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Friday, August 5, 2011

Great Spangled Fritillary!

One of the great pleasures of having a garden is the many visitors it attracts--and I'm talking about the non-mammalian kind.

Along with flowers come pollinators, including butterflies, moths and bees. When I take my camera into the garden, I find I am more likely to slow down and look closely at the petals, stems and leaves to see who has come to visit.

With the help of a guidebook and Google, I can usually guess at the insect species I've found. The rest of the time, I am quite clueless. If any of my readers has a few more clues than I do, I'd love help in identifying my visitors.

Take a look at my guest book so far this summer; this week's post will just focus on the butterflies who stop by. :
A Tiger Swallowtail seems to be loving the camera almost as much as the butterfly bush.

Another view of a Tiger Swallowtail. Even its body is tiger striped.

These are Black Swallowtail caterpillars. Every year they find my dill and eat it leafless. But there is plenty of dill for all to share.  I don't have a picture of this guy as a butterfly yet, but he looks a lot like the Spicebush Swallowtail shown below.

Some butterflies look very different depending on whether you're look at them from the bottom (ventral) or the top (dorsal). The Spicebush Swallowtail shown here is demonstrating the ventral view.

Here is the dorsal view of a Spicebush Swallowtail.

A Cabbage White butterfly demonstrates another way to look at the ventral view, as it feeds on purple loosestrife.

A dorsal view of the Cabbage White. For some reason, I always seem to see these butterflies in pairs, but they move so fast, I am never able to catch two in the viewfinder at the same time.

Dozens of small brown butterflies also gather and feed in my garden. Tiny, they are often eclipsed by their showier relatives, and I have to admit I have trouble identifying them. This is a skipper; it's maybe 1/4 inch from stem to stern, as seen here. This type of skipper has a kind of double folded wing, but it turns out, so do a dozen or so others. The group is known as folded wing skippers, but I can only guess which particular one this is.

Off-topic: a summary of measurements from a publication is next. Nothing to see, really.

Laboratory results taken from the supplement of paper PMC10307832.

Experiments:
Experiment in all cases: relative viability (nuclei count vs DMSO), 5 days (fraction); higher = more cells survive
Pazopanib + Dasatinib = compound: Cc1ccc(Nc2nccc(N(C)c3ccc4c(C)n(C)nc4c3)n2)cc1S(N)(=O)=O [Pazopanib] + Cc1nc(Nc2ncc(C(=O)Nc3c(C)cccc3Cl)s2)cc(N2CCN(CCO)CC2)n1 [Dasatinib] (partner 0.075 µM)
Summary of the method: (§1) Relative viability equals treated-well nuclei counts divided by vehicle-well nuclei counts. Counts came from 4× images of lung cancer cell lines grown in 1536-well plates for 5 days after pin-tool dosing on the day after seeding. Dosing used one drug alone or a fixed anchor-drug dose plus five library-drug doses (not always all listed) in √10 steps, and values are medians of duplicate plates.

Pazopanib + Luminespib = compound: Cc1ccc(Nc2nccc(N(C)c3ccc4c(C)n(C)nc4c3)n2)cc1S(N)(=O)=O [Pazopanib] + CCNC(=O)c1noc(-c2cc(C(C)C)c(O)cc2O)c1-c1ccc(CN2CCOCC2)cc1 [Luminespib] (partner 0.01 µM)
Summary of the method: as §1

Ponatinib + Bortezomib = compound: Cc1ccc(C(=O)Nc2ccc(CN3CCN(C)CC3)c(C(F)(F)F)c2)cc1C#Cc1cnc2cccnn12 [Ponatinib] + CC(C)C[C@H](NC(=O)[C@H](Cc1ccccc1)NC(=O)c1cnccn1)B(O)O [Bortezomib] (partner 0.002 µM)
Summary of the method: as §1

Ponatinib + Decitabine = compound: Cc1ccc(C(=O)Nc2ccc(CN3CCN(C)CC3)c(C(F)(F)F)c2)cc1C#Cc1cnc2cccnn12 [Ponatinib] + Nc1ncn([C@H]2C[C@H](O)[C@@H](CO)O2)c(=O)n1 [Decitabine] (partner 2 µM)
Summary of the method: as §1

Here you can see the folded wings on this skipper. Don't know what he is either.

Two folded wing skippers alternate between feeding and resting.

Horace's Duskywing is quite a bit bigger than most of the skippers, even if it is mostly brown in color like they are. With a wingspan of about an inch and a half, he's much easier to identify.

The Silver Spotted Skipper is a very common visitor. At any given moment, a half dozen of these creatures are flitting in and out and among my butterfly bushes.

For many people, the Monarch is the archetypical "butterfly." This monarch was posing on Purpletop Vervain, otherwise known as Verbena bonariensis.

Monarchs like the butterfly bush, too. I think everybody does.

 I would love this butterfly just for its name: Great Spangled Fritillary! Sounds like an exclamation: "Great Spangled Fritillary, Martha, is that a moose in the back yard?"

My garden is so much more than just flowers; it is a place of bright colors and constant movement.  A living work of art, it is made all the more precious by the knowledge that its beauty and wonder are short lived.


  1. Susan- I love your photos and everything in between! Keep up the good work! ~Laura from Hair Port

    1. Thanks Laura. I'm so glad you like the blog! I have lots of fun taking pictures and am happy to share. :-)